Nose:  Very soft.  Very nice.  Honey and nougat.  Sugar cookies.  A little bit of white chocolate.  Spicy bourbon notes.  Grapefruit and orange.  Pie crust.  Sponge cake.  All sorts of white or green fruits and nearly any ‘light’ and ‘soft’ dessert you can imagine.

Palate:  Wow.  Stunning delivery.  Just the ‘woosh’ of oily loveliness at first.  Coats everything.  It’s after that the flavours all expand outwards.  Flan.  Green grapes.  More of those bourbon spices and some wet wood notes.  Cinnamon.  Apple.  Fruit skins.  Not quite as awe-inspiring as the nose, but still delish.

Thoughts:  This whisky came from a very gentle barrel.  I sort of wonder what would have happened with a few more years in wood?  Either way…already a great whisky.

Bonus:  My mate, Jonathan, and I are gonna blog on these drams side by side through the season.  Here’s a link to his notes on the same whisky at


– Reviewed by:  Curt

– Photo:  Curt

Samaroli Evolution 2011 Review

Samaroli Evolution 20115837

45% abv

Score:  90/100


Arguably one of the most unique whiskies I’ve ever had the pleasure of making acquaintances with.

Evolution is a seemingly annual (or at least vintage batched) release from independent bottler Samaroli that is built on something like a Solera process (without actually being a solera vatting, you understand).  Apparently this great experiment began with the marriage of about twenty rare old single casks in a great wooden vat somewhere.  After a steeping period (my words, not theirs) of approximately six months the blended malt whisky was laid to rest in both bourbon and sherry barrels to further integrate and mature.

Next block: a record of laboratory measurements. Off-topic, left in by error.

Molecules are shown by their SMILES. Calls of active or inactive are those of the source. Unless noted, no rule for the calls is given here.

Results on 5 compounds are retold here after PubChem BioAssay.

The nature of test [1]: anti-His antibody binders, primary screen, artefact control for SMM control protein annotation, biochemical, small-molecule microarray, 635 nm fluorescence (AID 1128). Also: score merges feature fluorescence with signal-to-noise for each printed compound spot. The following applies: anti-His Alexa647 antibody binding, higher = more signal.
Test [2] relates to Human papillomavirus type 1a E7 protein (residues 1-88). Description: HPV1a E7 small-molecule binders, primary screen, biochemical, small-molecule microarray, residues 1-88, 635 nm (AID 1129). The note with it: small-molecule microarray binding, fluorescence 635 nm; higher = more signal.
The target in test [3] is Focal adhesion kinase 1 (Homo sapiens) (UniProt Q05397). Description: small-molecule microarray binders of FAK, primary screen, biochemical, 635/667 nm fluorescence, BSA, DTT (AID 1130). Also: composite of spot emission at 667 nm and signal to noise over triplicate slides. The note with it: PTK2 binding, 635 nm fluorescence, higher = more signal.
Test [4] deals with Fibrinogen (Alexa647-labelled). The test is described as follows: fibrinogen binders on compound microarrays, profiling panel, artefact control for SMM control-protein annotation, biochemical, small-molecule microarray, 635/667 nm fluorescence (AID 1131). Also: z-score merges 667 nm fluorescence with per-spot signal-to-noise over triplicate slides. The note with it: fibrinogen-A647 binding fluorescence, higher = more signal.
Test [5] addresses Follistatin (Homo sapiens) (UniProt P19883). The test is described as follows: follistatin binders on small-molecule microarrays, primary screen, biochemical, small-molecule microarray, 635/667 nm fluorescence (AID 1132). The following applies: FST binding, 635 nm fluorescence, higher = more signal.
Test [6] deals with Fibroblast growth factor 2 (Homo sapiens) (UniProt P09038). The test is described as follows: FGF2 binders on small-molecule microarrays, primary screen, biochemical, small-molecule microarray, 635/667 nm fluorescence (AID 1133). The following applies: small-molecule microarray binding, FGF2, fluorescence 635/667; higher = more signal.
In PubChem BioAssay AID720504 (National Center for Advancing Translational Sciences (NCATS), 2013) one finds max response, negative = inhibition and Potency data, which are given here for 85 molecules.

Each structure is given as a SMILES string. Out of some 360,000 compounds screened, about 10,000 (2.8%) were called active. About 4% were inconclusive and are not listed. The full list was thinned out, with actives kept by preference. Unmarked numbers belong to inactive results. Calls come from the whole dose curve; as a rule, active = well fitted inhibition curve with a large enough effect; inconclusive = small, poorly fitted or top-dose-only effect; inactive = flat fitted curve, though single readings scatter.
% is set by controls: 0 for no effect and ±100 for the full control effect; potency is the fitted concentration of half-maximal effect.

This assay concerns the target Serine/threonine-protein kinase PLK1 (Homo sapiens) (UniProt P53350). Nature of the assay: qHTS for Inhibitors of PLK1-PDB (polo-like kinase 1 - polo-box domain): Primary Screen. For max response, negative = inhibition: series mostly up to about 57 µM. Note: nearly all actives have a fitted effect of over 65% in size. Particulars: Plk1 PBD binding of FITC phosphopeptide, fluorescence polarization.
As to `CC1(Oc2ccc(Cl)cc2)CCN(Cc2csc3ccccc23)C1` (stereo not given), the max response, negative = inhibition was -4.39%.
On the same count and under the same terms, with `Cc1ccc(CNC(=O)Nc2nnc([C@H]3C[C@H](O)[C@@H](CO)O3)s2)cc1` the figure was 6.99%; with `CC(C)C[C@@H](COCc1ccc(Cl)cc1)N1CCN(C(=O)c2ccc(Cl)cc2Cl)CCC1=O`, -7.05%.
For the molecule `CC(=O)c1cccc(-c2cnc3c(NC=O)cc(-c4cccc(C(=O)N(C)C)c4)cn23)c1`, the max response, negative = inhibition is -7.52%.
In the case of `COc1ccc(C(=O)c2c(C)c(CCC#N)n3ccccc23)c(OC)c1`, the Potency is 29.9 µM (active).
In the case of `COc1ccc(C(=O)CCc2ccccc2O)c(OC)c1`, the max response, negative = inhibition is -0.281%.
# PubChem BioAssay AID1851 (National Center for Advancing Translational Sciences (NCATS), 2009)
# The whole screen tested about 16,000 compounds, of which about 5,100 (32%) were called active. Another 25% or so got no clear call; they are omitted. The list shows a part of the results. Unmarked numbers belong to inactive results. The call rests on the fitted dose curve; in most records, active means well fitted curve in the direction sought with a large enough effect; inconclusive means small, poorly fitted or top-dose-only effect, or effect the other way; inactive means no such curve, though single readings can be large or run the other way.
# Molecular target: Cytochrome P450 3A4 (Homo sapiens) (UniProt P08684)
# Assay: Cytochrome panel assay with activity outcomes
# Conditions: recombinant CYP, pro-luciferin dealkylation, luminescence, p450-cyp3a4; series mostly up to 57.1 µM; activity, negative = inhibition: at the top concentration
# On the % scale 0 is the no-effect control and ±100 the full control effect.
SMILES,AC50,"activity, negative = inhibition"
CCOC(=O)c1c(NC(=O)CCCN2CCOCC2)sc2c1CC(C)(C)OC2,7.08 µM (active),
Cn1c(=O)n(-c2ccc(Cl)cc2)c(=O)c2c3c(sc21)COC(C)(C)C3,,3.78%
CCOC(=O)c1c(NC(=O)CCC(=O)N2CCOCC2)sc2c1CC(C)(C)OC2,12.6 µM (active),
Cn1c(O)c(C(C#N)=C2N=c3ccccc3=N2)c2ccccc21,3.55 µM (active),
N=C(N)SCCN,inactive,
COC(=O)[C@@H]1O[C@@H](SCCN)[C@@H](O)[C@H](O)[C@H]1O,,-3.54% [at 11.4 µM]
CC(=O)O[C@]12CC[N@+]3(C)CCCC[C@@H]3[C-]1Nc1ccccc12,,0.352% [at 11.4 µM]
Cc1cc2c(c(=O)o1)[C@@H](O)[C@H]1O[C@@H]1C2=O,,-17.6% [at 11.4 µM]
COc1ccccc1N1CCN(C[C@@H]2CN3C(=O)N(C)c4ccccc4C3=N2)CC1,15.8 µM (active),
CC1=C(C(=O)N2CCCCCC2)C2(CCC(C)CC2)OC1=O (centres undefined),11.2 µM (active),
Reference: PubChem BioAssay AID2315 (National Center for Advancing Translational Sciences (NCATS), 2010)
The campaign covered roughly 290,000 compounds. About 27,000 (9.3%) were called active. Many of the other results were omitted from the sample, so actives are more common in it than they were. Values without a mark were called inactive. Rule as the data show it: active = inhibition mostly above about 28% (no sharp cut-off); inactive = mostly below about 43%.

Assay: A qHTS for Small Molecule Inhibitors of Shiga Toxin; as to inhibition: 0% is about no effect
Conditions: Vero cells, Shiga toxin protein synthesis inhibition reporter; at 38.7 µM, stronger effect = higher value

After this initial fateful meeting, these barrels would then be re-vatted from time to time, with a portion of the overall volume siphoned off for each new release.  Over the years, additional casks would occasionally find their way into this celestial spirit.  Effectively this process ensures the long-running and eternal DNA of the origin casks has some infinite influence in the ever-maturing malt.  Spectacular and singular.    

See the label in the bottle shot above?  Yes…those are indeed the component malts that make up this whisky.  1957 Mortlach; Springbank from 1959, 1962 and 1965; a Bruichladdich from 1964; both 1967 and 1970 Laphroaigs; a 1976 Ardbeg; some old Port Ellen; and Talisker; Longrow; Glenlivet; and on and on.  Wow.  Just…wow.

On the surface these would seem to be some pretty special barrels.  Reading those names and numbers is like a surreal trip through some of my sweetest whisky dreams.  The reality is, though, that every distillery fills dud casks from time to time, and I simply have to question whether or not some of these barrels may have been less than first tier wood.  I can’t imagine anyone in their right mind deciding to vat away some of these individual components, when single barrel releases would most likely net them astronomical profits above and beyond what the vatting does.  The only thing arguing against my inherent cynicism is that the end result – this Evolution expression – is a damn fine drink and shows no signs of second class whiskies being ‘blended away’ within. 

At the end of the day I’ll simply take my hats off to Samaroli for creating a fine and wonderfully unique expression, and one I’ll not soon forget. 

If this is what Samaroli is bringing to the market, I can’t wait to try more.

Nose:  Raisin.  A bit of smoke.  Old books, and pipe tobacco.  A touch of leather.  Grape juice.  Rye bread and spiced dough.  Dusty dunnage warehouse and a faint flinty-ness.  Licorice root.  Coffee.

Palate:  Almost tastes like a bit of wine-cask influence at work here, though I know that’s not the case.  Cough syrup.  Espresso.  Apples.  Dried apricot.  Old fruitcake or fruit leather.  Moth balls (WTF?!).  Slightly nutty and almost bitter finish.  Not even remotely unpleasant though.

Thoughts:  Shows definite indications of the advanced age of its component malts.  Just smells…’old’.  Very odd profile, but I like it.  Certainly a special whisky.  A great dram, but I do mourn ‘what could have been’ in the individual casks.


– Reviewed by:  Curt

– Photo:  Curt